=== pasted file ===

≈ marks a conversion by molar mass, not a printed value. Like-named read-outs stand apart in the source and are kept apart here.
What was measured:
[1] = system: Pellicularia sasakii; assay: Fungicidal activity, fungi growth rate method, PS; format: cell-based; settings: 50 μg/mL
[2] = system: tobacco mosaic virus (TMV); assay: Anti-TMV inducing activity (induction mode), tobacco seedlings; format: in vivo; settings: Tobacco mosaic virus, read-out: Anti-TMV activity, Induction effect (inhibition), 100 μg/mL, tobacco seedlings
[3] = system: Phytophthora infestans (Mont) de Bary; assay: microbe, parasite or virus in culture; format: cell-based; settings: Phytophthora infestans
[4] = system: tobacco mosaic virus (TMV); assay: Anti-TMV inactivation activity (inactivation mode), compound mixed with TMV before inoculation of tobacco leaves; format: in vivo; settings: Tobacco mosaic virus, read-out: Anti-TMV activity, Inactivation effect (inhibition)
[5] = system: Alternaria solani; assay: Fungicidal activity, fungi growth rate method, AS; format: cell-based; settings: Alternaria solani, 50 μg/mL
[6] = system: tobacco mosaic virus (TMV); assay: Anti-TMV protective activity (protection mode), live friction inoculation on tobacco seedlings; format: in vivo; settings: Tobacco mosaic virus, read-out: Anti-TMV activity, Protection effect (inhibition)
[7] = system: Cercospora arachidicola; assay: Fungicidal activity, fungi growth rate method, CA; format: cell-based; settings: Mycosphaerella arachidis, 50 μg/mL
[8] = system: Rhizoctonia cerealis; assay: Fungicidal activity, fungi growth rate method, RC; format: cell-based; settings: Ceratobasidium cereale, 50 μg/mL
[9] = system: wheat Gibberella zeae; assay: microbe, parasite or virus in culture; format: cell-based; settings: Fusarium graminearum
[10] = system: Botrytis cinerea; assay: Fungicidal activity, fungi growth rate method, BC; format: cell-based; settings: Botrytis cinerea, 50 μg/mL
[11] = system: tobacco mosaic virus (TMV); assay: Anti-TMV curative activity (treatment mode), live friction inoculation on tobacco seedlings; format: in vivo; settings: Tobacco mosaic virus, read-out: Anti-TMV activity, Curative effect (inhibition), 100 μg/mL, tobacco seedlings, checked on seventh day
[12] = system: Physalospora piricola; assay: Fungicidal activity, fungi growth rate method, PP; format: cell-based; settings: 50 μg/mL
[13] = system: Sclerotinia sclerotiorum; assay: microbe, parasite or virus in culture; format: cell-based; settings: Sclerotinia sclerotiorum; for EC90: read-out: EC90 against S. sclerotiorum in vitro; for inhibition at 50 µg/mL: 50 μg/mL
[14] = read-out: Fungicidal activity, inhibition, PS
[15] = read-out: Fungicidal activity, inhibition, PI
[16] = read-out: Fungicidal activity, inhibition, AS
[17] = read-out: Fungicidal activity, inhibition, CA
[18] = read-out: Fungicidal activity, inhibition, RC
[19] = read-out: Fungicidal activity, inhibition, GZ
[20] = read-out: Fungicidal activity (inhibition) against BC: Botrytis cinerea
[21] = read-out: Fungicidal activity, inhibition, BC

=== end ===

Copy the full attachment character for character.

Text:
≈ marks a conversion by molar mass, not a printed value. Like-named read-outs stand apart in the source and are kept apart here.
What was measured:
[1] = system: Pellicularia sasakii; assay: Fungicidal activity, fungi growth rate method, PS; format: cell-based; settings: 50 μg/mL
[2] = system: tobacco mosaic virus (TMV); assay: Anti-TMV inducing activity (induction mode), tobacco seedlings; format: in vivo; settings: Tobacco mosaic virus, read-out: Anti-TMV activity, Induction effect (inhibition), 100 μg/mL, tobacco seedlings
[3] = system: Phytophthora infestans (Mont) de Bary; assay: microbe, parasite or virus in culture; format: cell-based; settings: Phytophthora infestans
[4] = system: tobacco mosaic virus (TMV); assay: Anti-TMV inactivation activity (inactivation mode), compound mixed with TMV before inoculation of tobacco leaves; format: in vivo; settings: Tobacco mosaic virus, read-out: Anti-TMV activity, Inactivation effect (inhibition)
[5] = system: Alternaria solani; assay: Fungicidal activity, fungi growth rate method, AS; format: cell-based; settings: Alternaria solani, 50 μg/mL
[6] = system: tobacco mosaic virus (TMV); assay: Anti-TMV protective activity (protection mode), live friction inoculation on tobacco seedlings; format: in vivo; settings: Tobacco mosaic virus, read-out: Anti-TMV activity, Protection effect (inhibition)
[7] = system: Cercospora arachidicola; assay: Fungicidal activity, fungi growth rate method, CA; format: cell-based; settings: Mycosphaerella arachidis, 50 μg/mL
[8] = system: Rhizoctonia cerealis; assay: Fungicidal activity, fungi growth rate method, RC; format: cell-based; settings: Ceratobasidium cereale, 50 μg/mL
[9] = system: wheat Gibberella zeae; assay: microbe, parasite or virus in culture; format: cell-based; settings: Fusarium graminearum
[10] = system: Botrytis cinerea; assay: Fungicidal activity, fungi growth rate method, BC; format: cell-based; settings: Botrytis cinerea, 50 μg/mL
[11] = system: tobacco mosaic virus (TMV); assay: Anti-TMV curative activity (treatment mode), live friction inoculation on tobacco seedlings; format: in vivo; settings: Tobacco mosaic virus, read-out: Anti-TMV activity, Curative effect (inhibition), 100 μg/mL, tobacco seedlings, checked on seventh day
[12] = system: Physalospora piricola; assay: Fungicidal activity, fungi growth rate method, PP; format: cell-based; settings: 50 μg/mL
[13] = system: Sclerotinia sclerotiorum; assay: microbe, parasite or virus in culture; format: cell-based; settings: Sclerotinia sclerotiorum; for EC90: read-out: EC90 against S. sclerotiorum in vitro; for inhibition at 50 µg/mL: 50 μg/mL
[14] = read-out: Fungicidal activity, inhibition, PS
[15] = read-out: Fungicidal activity, inhibition, PI
[16] = read-out: Fungicidal activity, inhibition, AS
[17] = read-out: Fungicidal activity, inhibition, CA
[18] = read-out: Fungicidal activity, inhibition, RC
[19] = read-out: Fungicidal activity, inhibition, GZ
[20] = read-out: Fungicidal activity (inhibition) against BC: Botrytis cinerea
[21] = read-out: Fungicidal activity, inhibition, BC